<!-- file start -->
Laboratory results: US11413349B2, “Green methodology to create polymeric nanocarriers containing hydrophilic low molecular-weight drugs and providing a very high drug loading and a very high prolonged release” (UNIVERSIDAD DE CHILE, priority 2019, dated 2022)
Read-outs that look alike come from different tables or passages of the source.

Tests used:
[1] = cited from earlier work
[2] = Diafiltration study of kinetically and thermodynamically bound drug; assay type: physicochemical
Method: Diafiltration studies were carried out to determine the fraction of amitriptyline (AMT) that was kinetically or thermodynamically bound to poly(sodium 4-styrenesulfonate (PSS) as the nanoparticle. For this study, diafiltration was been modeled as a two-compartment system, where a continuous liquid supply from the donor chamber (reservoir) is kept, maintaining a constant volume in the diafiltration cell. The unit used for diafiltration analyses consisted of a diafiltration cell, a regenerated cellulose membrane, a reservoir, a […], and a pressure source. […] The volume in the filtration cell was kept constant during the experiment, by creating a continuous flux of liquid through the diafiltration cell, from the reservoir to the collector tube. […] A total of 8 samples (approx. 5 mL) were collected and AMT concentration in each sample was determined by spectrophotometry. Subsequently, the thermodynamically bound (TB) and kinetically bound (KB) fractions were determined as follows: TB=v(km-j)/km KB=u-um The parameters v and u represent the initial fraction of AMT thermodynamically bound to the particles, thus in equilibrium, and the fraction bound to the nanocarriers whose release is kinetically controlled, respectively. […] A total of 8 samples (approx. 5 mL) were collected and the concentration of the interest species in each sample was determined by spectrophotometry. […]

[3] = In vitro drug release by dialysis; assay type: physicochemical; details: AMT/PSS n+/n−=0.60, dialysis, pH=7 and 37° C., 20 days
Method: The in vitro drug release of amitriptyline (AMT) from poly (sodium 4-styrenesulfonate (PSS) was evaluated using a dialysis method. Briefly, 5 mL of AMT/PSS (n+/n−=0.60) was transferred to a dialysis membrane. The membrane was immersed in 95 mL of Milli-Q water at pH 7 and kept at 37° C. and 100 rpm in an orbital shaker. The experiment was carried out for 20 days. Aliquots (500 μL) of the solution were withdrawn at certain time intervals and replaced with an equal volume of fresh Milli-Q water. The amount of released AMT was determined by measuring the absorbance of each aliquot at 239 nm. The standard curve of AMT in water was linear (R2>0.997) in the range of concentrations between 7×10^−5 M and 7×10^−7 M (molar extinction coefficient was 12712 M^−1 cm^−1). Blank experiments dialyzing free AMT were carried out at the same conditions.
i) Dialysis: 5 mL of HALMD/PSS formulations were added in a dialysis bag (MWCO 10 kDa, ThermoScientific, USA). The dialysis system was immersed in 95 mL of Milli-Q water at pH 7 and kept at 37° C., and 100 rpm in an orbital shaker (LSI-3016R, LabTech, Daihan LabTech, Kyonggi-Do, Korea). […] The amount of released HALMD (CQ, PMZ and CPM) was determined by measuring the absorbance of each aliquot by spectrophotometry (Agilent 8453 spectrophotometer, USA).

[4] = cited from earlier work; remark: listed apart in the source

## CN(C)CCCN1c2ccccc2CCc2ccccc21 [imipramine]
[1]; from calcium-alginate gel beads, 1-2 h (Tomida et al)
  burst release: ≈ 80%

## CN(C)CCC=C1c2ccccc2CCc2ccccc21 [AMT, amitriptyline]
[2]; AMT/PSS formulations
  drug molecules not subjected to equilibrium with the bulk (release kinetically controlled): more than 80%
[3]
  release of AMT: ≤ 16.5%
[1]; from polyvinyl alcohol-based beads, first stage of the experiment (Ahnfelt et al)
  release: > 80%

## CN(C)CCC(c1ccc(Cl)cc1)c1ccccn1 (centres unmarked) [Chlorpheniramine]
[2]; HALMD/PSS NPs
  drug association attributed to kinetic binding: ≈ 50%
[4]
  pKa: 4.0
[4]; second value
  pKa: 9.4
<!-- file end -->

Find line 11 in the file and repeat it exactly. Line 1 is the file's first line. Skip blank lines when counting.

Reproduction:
## CN(C)CCCN1c2ccccc2CCc2ccccc21 [imipramine]